You can drive across town in 20 minutes.
Longer if you stop to enjoy the variety of attractions here.
Longer still if you want to meet people of all the different cultures and religions who live here.
Even longer if you want to take the time to talk to them and discover that they like living in Wichita. And that they think there’s plenty to do here.
Asked by The Eagle to explain why they live here, many Wichitans wrote passionately about their city. It turns out that people who live here love it — and none more so than those who have lived somewhere else.
They’re weary of those who bad-mouth Wichita, while admitting the city is not without flaws. Public transportation could be better, they say. The arts could receive more support. We need to get behind recycling. There could be more bike paths.
Changes are afoot this year to address some of these complaints, and 2012 will offer many chances for residents to help plan what is to come.
In fact, this year could set a record for public input. A host of groups are set to plan the needs and priorities of the community for the future, including Visioneering Wichita, Young Professionals of Wichita, the Wichita Downtown Development Corp., the Regional Economic Area Partnership and the city.
“A perfect storm is happening,” says Suzie Ahlstrand, executive director of Visioneering Wichita.
And each effort will rely heavily on feedback from residents, who aren’t shy about offering it.
Barbara Fox, a recently retired nurse who has lived in Wichita since 1975, says she loves this city because “we have four seasons, semi-clean air, affordable housing, a nice mix of employment opportunities” and can get anywhere in 20 minutes.
But, she says, “We shoot ourselves in the foot by lagging in recycling, water fluoridation, walking/biking paths, (and) public transportation.”
The Rev. Leigh Carlson Burgess, 56, resident chaplain at Wesley Medical Center, says she has lived in about 10 other cities of varying sizes, and none was perfect.
“However, on whole, I find Wichita to be a friendly place, diverse and more open to a range of human experiences and ideas than people give it credit for,” she says.
“Out and around in our city, I encounter many different racial and ethnic groups and overhear the sweet music of languages other than English on our streets and in our stores. I experience this as a true blessing!” she says.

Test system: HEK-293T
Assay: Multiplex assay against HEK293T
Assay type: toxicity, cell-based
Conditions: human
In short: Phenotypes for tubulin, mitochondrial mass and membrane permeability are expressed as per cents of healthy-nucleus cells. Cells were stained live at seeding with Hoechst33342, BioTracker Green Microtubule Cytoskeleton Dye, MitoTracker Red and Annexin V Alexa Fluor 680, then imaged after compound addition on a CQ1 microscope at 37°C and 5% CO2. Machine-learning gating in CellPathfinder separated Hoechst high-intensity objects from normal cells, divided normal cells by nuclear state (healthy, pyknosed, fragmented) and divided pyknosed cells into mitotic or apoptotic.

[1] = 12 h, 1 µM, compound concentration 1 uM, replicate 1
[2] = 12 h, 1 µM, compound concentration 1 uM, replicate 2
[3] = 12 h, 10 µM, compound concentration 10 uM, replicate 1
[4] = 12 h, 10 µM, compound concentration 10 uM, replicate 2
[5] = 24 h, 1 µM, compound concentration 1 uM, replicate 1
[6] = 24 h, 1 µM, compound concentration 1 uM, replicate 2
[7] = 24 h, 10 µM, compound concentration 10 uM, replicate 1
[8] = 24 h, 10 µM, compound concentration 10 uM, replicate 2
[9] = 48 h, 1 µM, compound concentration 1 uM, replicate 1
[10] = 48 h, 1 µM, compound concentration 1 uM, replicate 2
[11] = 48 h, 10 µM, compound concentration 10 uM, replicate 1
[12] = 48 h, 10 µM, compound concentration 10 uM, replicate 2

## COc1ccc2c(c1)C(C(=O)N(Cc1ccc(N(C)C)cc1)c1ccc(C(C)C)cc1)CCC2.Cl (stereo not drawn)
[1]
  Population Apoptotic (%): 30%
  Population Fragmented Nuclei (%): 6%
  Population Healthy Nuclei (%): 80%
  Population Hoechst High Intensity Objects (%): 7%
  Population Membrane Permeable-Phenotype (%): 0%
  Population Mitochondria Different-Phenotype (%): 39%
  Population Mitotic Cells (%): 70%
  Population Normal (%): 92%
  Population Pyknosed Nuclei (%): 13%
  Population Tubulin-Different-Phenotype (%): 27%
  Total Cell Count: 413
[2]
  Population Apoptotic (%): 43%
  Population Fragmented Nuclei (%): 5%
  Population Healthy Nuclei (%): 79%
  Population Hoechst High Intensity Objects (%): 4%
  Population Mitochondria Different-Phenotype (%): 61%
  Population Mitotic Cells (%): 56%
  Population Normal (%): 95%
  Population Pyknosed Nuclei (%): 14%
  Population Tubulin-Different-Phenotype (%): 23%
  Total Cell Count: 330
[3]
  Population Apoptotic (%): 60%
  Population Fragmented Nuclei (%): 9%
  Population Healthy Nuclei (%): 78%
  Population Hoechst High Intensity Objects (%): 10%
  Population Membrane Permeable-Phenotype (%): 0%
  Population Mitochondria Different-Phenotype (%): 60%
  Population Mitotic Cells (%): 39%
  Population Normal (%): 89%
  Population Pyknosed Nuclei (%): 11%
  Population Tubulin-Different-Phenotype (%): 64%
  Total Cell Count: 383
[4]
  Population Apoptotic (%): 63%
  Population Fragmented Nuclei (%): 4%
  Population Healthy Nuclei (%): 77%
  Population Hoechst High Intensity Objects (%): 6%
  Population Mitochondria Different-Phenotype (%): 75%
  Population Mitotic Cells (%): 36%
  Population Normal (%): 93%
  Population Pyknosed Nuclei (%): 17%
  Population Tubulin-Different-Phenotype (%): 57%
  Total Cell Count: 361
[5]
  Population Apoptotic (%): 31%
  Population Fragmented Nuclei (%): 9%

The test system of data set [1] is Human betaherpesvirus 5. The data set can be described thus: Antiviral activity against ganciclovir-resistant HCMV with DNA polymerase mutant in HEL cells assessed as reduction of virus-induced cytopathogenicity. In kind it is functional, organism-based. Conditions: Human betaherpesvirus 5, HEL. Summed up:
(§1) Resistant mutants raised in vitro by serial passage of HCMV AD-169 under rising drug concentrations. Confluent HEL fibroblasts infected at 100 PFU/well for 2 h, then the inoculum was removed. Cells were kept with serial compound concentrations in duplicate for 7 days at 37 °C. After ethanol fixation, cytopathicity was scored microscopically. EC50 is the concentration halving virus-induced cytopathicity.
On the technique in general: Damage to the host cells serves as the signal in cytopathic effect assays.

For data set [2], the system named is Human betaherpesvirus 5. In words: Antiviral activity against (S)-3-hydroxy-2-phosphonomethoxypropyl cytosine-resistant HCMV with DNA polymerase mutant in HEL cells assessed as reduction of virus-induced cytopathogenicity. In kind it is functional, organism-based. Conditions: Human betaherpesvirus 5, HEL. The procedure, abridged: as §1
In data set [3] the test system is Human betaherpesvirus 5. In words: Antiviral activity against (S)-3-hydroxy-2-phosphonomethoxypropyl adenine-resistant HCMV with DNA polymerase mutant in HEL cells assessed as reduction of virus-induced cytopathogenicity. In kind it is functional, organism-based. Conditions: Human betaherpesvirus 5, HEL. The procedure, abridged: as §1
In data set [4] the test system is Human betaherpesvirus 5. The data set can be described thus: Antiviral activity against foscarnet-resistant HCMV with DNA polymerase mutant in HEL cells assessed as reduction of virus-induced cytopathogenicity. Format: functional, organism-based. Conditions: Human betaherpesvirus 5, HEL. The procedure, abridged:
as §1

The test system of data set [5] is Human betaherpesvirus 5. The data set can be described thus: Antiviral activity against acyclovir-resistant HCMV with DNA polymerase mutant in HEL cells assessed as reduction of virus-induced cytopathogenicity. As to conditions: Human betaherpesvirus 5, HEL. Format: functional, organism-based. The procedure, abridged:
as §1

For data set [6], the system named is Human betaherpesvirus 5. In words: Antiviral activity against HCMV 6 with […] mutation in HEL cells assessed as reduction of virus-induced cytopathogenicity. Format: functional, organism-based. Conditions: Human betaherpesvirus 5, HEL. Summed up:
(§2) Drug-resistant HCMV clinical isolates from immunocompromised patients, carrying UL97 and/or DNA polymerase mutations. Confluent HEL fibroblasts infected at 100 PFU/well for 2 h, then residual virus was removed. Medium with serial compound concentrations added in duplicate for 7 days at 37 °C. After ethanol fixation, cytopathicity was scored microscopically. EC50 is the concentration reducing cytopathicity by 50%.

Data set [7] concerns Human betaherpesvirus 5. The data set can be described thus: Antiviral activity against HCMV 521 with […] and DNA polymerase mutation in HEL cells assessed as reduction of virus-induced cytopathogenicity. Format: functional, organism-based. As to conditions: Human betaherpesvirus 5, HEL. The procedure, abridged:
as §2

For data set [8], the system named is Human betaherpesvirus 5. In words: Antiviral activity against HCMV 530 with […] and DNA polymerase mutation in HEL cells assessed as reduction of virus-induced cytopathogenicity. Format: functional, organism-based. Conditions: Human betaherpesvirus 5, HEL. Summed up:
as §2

Jordan Walker, 23, who commutes from Wichita to Hutchinson, where she is Web and social media supervisor at Lowen Corp., finds Wichita “the perfect blend of big city and small town.”
“We move fast enough to create innovation, but we take time out to enjoy the small things in life. I love that,” she says.
“I love to travel and experience big city living,” Walker says, “but I always enjoy coming home where people take a breath once in a while.”
Bob Arterburn, a 58-year old electrical engineer, finds that Wichita is “close enough to the big cities to go there if I want, far enough away that they seldom if ever come here.”
“Traffic jams still tend to move at a pace above the speed limit,” he says.
And: “Ever waited more than 1/2 an hour for a table at one of Wichita’s many excellent restaurants?” Arterburn wrote. “Not likely.”
If you don’t like what you see around you, look up in the sky.
That’s the suggestion of Dave Carter, 66, who recently retired from Raytheon Airline Aviation Services.
“Where else in the world can you see — in the span of several hours — a steady stream of Citations, Learjets, Hawker Beechcraft and other Bombardier products overhead ?” Carter asked.
“Then there are the tankers arriving and departing to distant destinations from the world’s largest tanker base, McConnell; the FedEx Caravans feeding western Kansas with purple packages; the Wichita-built T1-A tanker transport trainers up from Oklahoma; and the many homebuilt and antique personal craft based at our area airports and rural airstrips.”